The Ward: Unoriginal Prototype Horror Film
Amber HeardDanielle Panabaker...
In 1 Cinema
Set in the 1960s, The Ward tells the story of Kirsten; a
young woman who wakes up to find herself in a psychiatric hospital with her
body covered in bruises and cuts. Kirsten is housed in the room of a recently
deceased patient, Tammy. The circumstances of Tammy’s death are unknown, and
Kirsten begins to suspect that her belief that a ghost is haunting her
may be linked to Tammy’s suspicious death.
With acclaimed horror director John
Carpenter (Halloween, The Thing) on board, expectations were always
going to be high; he is after all considered to be one of few true masters in
the horror genre. After a nine-year absence, he has finally returned with The Ward as his comeback feature film.
Unfortunately, it’s not a worthy addition to his line of work. The problems
start with what is a weak plot; a young girl being haunted by a ghost isn’t
exactly original material.
Casting horror films can be troublesome,
and unfortunately, Heard fails to carry the story as the lead. Her dramatic stares
and over-the-top screams quickly become annoying and grate at your patience. Harris,
on the other hand, gives a standout performance as Dr. Stringer. Though he is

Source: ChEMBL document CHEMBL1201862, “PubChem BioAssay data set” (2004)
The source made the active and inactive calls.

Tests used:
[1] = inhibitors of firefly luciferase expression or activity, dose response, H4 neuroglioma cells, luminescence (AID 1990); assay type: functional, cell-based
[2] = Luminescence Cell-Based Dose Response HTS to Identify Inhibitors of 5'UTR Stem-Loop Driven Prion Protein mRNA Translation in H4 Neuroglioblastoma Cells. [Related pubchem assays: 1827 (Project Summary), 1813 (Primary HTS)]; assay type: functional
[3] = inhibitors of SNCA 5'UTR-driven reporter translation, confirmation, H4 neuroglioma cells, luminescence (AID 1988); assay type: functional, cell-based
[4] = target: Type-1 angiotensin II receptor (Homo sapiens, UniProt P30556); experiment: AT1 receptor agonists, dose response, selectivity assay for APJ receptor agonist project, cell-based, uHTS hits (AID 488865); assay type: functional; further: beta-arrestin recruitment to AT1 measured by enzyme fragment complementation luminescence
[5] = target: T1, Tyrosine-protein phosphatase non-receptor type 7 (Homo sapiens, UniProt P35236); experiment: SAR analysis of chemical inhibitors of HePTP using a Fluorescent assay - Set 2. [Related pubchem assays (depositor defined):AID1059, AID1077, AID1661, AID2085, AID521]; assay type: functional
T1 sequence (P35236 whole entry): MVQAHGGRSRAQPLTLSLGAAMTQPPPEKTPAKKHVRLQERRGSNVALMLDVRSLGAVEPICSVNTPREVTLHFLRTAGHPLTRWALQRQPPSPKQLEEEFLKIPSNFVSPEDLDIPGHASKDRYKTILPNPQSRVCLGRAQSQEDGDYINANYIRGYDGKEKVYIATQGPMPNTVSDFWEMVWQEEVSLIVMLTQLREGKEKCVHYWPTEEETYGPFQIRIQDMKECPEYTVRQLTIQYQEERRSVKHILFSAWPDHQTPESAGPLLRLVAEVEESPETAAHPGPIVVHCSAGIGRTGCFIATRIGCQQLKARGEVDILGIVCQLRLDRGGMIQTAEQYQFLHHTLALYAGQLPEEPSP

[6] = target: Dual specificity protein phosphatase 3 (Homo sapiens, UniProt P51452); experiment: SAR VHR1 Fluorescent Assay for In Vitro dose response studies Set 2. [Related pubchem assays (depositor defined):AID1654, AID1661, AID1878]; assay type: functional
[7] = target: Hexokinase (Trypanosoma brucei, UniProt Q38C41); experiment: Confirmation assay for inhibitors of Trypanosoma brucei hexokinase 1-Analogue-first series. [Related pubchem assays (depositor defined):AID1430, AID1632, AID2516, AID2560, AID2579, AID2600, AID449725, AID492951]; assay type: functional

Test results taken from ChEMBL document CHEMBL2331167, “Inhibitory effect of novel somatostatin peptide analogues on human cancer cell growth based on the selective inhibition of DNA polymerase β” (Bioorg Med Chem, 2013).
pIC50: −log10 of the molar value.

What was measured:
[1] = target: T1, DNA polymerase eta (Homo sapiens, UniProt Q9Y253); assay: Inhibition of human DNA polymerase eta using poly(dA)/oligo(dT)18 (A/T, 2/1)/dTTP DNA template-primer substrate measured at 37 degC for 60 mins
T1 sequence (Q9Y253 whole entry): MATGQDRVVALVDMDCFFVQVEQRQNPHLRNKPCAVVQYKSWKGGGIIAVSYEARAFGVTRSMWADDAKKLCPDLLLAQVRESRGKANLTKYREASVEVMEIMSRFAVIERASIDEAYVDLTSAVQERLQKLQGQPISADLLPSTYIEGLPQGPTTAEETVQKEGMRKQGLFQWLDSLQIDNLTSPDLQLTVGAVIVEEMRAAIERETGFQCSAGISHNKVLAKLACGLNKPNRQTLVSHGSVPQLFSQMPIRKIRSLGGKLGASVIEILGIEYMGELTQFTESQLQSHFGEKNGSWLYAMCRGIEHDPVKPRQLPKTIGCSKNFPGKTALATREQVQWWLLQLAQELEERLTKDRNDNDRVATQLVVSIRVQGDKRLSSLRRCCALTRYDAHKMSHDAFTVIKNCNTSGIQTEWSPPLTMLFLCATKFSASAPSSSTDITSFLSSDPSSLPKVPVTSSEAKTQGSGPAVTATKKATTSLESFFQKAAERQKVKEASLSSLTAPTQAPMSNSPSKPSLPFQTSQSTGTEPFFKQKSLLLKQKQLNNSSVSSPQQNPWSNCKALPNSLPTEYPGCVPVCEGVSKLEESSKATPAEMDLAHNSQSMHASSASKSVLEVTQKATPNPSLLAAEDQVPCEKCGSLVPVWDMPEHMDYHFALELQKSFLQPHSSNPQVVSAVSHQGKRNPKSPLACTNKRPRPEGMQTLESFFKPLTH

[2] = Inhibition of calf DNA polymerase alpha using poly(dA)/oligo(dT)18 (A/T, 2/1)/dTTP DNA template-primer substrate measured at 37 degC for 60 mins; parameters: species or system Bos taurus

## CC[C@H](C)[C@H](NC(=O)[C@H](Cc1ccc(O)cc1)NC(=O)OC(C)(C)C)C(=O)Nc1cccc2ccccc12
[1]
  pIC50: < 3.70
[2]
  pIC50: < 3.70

continually hopeful of curing Kirsten, his motives are always unknown, and so
the enigma of his character will have audiences on the edge of their seats.
Despite its weaknesses and
over-the-top sequences, Carpenter still has the talented touch of bringing out
the smallest details and making it work for the twists and turns of the plot. At times, the film builds as a thriller, and
Carpenter’s skills as a storyteller still shine through even if the material is
not the best he has worked with.
In what is a painfully saturated
market, The Ward suffers from the
same flaws as the endless stream of disappointing horror films. It’s very
difficult to create something original out of the combination of a mysterious
death, an unadjusted naive girl and a psychiatric hospital, yet we have come to
know these as almost intrinsic elements of a standard horror films. Unfortunately, The Ward fails to produce anything that
makes it stand out, and it is instantly forgettable.